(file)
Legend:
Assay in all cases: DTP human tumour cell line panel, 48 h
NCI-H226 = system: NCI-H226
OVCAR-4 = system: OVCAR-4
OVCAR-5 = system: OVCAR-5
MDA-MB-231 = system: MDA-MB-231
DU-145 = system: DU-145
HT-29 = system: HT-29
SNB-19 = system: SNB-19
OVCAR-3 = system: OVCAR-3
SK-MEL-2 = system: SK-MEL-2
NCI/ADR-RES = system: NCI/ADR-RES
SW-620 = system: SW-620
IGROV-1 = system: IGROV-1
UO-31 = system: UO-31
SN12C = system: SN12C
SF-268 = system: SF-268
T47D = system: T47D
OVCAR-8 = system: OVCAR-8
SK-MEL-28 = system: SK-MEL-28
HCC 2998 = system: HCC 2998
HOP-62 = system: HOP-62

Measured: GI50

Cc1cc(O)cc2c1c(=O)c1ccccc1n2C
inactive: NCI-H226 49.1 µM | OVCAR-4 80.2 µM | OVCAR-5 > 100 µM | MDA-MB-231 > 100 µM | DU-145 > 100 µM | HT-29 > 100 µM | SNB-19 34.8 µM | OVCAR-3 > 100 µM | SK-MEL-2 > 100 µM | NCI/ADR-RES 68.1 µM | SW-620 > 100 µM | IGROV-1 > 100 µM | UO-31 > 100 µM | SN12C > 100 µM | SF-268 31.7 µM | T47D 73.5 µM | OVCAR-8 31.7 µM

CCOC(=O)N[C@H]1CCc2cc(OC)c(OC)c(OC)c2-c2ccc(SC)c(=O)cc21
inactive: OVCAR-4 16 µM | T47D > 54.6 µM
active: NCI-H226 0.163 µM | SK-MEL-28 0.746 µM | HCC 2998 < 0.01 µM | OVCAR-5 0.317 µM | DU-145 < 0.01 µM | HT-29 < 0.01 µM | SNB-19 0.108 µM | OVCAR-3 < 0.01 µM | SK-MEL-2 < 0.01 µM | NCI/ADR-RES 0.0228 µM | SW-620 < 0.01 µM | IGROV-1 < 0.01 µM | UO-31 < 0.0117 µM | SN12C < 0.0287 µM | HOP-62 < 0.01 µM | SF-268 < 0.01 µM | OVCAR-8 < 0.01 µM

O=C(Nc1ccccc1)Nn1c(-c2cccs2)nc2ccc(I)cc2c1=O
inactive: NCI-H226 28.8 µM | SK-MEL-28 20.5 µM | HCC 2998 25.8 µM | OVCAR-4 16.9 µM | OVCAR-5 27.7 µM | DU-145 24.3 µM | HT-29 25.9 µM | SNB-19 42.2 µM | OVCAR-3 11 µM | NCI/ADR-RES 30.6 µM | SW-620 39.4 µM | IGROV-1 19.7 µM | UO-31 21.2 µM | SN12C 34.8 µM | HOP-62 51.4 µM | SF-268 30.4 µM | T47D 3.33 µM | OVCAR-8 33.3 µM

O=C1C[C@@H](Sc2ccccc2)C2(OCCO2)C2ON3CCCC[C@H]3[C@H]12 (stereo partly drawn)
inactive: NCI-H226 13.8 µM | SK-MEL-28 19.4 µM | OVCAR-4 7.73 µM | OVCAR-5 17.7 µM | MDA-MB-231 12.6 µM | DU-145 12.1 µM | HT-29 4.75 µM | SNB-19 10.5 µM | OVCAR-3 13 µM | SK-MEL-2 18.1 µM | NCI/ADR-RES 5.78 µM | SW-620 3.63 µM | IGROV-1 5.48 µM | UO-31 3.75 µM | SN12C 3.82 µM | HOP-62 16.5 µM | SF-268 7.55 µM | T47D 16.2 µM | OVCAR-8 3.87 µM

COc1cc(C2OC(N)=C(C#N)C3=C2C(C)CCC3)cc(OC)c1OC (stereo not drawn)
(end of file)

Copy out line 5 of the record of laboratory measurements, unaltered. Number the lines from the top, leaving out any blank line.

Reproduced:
OVCAR-5 = system: OVCAR-5